The Roundup -

LYIP Helps Ensure Successful Sugar Beet Production


February 24, 2021 | View PDF

James Brower, LYIP manager, points to the map of the Lower Yellowstone Irrigation Project.

Ever since 1909, the Lower Yellowstone Irrigation Project (LYIP), has been providing a reliable supply of irrigation water to several acres of farmland across the west side of the Yellowstone River (even during the Dust Bowl). 

This supply of irrigation water is crucial to ensuring the successful production of irrigated crops, with a majority of it being sugar beet crops. The project irrigates just under 60,000 acres on the west bank of the Yellowstone River. It consists of four separate districts and covers a span of 59,000 acres in three counties and two states. 

"LYIP delivers water to farmers, and in order to do that safely, we have to maintain all these irrigation ditches and banks that are made out of dirt - we make sure that gophers don't bore holes in them and we help keep the beaver dams from stopping up the water and causing floods and those kinds of things," stated James Brower, LYIP Manager. 

Brower explained that it is extremely important to maintain water delivery canals. He said, "If the farmers' drains get blocked up then the water gets high and starts backing up into farmers' fields or for people's basements." 

As far as maintaining the irrigation systems, LYIP has had a challenging year. Brower said, "There are always challenges - this year we have had a lot more beaver dams than we've seen in several decades, like three times more beaver dams than our normal average. It is sometimes tough to maintain because those beavers can build dams just about as fast as we can remove them!"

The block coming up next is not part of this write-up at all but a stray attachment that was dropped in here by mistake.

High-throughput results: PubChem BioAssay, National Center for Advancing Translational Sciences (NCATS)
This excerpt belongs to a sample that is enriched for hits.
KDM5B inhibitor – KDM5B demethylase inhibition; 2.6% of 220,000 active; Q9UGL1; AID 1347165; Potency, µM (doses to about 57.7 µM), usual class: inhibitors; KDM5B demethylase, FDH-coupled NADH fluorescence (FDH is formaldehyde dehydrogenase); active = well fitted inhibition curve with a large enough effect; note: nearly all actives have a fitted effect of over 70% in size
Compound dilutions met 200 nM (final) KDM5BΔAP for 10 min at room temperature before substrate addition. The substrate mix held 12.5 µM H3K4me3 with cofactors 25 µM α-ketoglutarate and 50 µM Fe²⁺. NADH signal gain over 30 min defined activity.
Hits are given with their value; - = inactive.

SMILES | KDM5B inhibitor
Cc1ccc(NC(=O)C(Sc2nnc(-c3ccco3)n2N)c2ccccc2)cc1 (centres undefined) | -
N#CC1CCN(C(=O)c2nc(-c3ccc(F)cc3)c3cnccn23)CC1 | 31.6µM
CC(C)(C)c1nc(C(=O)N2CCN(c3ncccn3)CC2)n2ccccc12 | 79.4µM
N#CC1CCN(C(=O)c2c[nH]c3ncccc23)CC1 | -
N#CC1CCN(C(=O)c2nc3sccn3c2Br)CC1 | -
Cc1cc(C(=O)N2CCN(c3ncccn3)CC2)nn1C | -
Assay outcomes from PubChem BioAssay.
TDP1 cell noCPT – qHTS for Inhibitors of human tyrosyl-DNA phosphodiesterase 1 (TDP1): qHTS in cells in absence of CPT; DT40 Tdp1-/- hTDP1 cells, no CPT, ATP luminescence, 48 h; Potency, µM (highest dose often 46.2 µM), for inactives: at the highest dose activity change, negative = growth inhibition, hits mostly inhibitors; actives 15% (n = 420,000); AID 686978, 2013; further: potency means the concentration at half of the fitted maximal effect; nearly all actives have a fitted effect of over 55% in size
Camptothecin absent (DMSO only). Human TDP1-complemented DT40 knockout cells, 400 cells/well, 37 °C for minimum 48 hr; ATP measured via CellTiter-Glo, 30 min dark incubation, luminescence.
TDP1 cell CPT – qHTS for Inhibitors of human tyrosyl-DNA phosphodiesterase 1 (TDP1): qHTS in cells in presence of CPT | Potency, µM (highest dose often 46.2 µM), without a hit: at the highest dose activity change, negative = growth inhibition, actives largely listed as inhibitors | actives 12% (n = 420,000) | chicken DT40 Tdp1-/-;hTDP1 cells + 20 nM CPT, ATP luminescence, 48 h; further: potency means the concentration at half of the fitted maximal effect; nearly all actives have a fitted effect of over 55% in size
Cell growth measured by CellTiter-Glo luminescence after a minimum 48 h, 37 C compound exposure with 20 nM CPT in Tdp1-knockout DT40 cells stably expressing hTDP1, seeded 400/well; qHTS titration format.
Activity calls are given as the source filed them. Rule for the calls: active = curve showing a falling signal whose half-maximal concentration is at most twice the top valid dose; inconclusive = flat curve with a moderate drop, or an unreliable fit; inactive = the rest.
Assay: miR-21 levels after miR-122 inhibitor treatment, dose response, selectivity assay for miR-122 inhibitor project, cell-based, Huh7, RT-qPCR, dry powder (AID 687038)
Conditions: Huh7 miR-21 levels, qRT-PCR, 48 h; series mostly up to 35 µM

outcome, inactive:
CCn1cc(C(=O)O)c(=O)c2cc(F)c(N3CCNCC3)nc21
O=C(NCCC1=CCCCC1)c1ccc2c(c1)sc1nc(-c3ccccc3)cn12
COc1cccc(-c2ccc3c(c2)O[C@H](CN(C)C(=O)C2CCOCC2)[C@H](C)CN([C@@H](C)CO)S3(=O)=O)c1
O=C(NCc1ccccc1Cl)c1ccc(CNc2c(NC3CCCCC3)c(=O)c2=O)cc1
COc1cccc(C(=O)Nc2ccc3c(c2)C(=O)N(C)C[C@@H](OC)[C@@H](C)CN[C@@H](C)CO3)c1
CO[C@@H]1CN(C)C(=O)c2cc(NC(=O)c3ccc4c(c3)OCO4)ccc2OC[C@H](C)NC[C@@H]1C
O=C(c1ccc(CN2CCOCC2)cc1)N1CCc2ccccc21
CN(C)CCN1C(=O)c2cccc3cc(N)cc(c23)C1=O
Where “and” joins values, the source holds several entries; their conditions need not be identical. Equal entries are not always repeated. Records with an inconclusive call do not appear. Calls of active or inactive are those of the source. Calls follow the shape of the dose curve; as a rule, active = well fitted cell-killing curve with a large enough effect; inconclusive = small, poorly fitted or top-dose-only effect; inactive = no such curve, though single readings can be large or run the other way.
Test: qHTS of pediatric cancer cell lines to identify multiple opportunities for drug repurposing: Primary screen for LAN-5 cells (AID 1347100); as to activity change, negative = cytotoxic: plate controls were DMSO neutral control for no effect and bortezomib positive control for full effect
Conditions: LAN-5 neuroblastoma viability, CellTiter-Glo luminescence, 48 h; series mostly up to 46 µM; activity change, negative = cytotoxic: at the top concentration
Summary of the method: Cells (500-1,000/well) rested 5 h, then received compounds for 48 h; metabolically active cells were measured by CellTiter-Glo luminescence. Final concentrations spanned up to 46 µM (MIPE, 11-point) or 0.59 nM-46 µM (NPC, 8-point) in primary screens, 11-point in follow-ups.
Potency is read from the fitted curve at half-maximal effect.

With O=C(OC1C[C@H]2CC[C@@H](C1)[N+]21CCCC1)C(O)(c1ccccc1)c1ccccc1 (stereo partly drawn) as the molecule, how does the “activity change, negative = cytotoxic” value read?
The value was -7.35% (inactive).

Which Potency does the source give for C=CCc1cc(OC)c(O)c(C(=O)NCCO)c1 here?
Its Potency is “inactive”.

Water in the main canal being delivered to farmers. (Photo submitted)

In addition to this, Brower explained that 2020 was extremely challenging due to the loss of Bill Hamburg, who was the assistant manager at LYIP for 49 years. "He unexpectedly passed away from cancer and he was the soul of the organization. He ran every piece of equipment we'd ever had and was just an encyclopedia of information. We have three people trying to help do his job and we still can't seem to keep up with everything he did," explained Brower. 

In recent years, area sugar beet growers have had very high tonnage. "There are many factors that contribute to that but if you don't have water flowing to your fields then every other factor can be worthless," added Brower. A reliable source of irrigation water for sugar beets is necessary so that beets do not wilt, dry out, or stunt.

The irrigation district appreciates and values area beet growers. Brower said," We know the beet growers pay for this equipment and the salaries of the payroll of the people who maintain the ditches. The beet crops pay for the majority of the operations and maintenance of the irrigation canal, so we are very dependent and appreciative of all the irrigators."


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